Back Pain From the Snow & Ice? Get the Facts and Help!
- RISK FACTORS OF BACK PAIN ARE – smoking, obesity, older age, female gender, physically strenuous work, sedentary work, low education, anxiety/depression, vibration exposure (even from certain automobiles), and now there is evidence that certain foods may contribute to back pain.
The book “Foods That Fight Pain” by Dr. Neal Barnard gives excellent information on especially dietary treatment for back pain, and other causes of pain and medical problems (and many excellent recipes). His recommendations are included under the Dr. Barnard recommendations below.
Self Care – very important for all to remain active, get proper sleep/rest (at least 7-9 hours/night), maintain good muscle tone/physical fitness, concentrate and work daily to maintain your best posture (especially important when working at a computer to keep your neck and back properly aligned), and drink at least half of your body weight in ounces of plain water daily (so a 200 pound person needs to drink at least 100 ounces/day – I drink 30 ounces at each of 3 meals per day even though I weigh 130 pounds)
- –a medium firm back conforming mattress may help, and there is no compelling evidence lumbar supports help
- –cool/ice after injury for first 48 hours, then heat or cool (Thermacare wraps are effective), certain OTC creams like Bengay, Tiger Balm, Salonpas, or Vicks Vapor Rub can help
- –pain medicine (Tylenol/acetominophen, non steroidals like Advil/ibuprofen or Aleve/naproxen and available in patches like Flector Patch, and sometimes prescription medicines Ultram (tramedol) or narcotic pain medicines such as Tylenol w Codeine or Vicodin (hydrocodone) or Lidoderm (lidocaine patches)
- —-skeletal muscle relaxants (Flexeril/cyclobenzaprine, Skelaxin, Soma/carisoprodol)
- –rarely benzodiazepines (Valium/diazepam) or antidepressant/anti-anxiety medicines (Elavil/amitriptyline, trazedone, Prozac/Zoloft/Celexa/Lexapro)
- –anti-seizure medicines (Neurontin/gabepentin)
Activity & Physical Treatments – in addition to self care, all people with back pain need regular physical activity
- —exercise therapy (stretching exercises, core strengthening, general physical fitness, yoga and Pilate’s)
- –physical therapy
- –spinal manipulation – usually from a good chiropractor (Dr. Ed Zimmer and Abigail Eaton are excellent chiropractors and nutritionists in our office complex, 813-1998, and I see Dr. Zimmer about monthly to keep from having neck/back pain)
- –acupuncture (Amy Yang is excellent here in Indinapolis, 317-876-1054)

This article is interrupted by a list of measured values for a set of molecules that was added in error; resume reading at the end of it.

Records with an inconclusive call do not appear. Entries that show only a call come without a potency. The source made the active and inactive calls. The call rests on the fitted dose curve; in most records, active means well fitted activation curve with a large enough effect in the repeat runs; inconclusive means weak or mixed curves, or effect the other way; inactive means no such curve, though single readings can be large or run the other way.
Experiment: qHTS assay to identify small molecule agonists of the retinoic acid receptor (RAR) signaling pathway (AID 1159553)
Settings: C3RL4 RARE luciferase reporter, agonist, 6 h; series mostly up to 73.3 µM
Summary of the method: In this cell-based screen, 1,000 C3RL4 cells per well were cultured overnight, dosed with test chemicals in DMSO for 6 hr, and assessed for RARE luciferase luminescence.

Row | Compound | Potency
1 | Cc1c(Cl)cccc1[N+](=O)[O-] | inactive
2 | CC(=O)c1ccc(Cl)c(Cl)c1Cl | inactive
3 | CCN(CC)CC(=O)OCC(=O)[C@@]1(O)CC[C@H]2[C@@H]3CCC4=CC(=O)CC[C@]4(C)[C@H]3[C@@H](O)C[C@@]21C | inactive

- –massage (excellent masseuse here in Indianapolis is Josh Neal at 317-872-3380 – I see him for a 1 hour Swedish massage about monthly to keep from having neck/back pain)
- –cognitive behavioral therapy, biofeedback – from trained therapists
Physical Modalities – used by some physical therapists or chiropractors or osteopaths
- –low laser therapy
- –short wave diathermy
- –trans cutaneous electrical nerve stimulation (TENS)
Medical/Physician Treatments (Commuity Spine Center and Dr. Foley and his associates are great back and spine specialists for consultation, 621-9292)
- –epidural steroid injections
- –facet joint steroid injections
- –trigger point steroid injections
- –sacroiliac steroid injections
- –surgery – discectomy, fusion surgery, laminectomy
- –thermal/laser/radiofrequency treatments
- –See your doctor (to make sure not a more serious condition and for help on the things listed here)
- –Follow an artery opening diet (low fat mostly vegetarian as in his book and following the first 4 food groups in my previous blog-drawing your nutrition from plant sources helps clear arteries and keep calcium in your bones), regular exercise, no smoking, and manage stress
- –No more than 2 cups of coffee/day (or switch to decaf) and limit salt use
- –Follow a regular exercise program – exercise reduces pain, strengthens back muscles, helps open arteries, and protects your bones and more!
- –Vitamin B6 (50-150mg/day) and powdered Ginger (1/2-1 tsp/day) may help with pain
- –Chiropractic adjustments can help
- –Be cautious about surgery and get a second opinion
- –Simple pain killers (like Tylenol or ibuprofen) can be helpful, but it is best to avoid narcotics to avoid the chance of addiction
Here’s to all our back and spine and body health!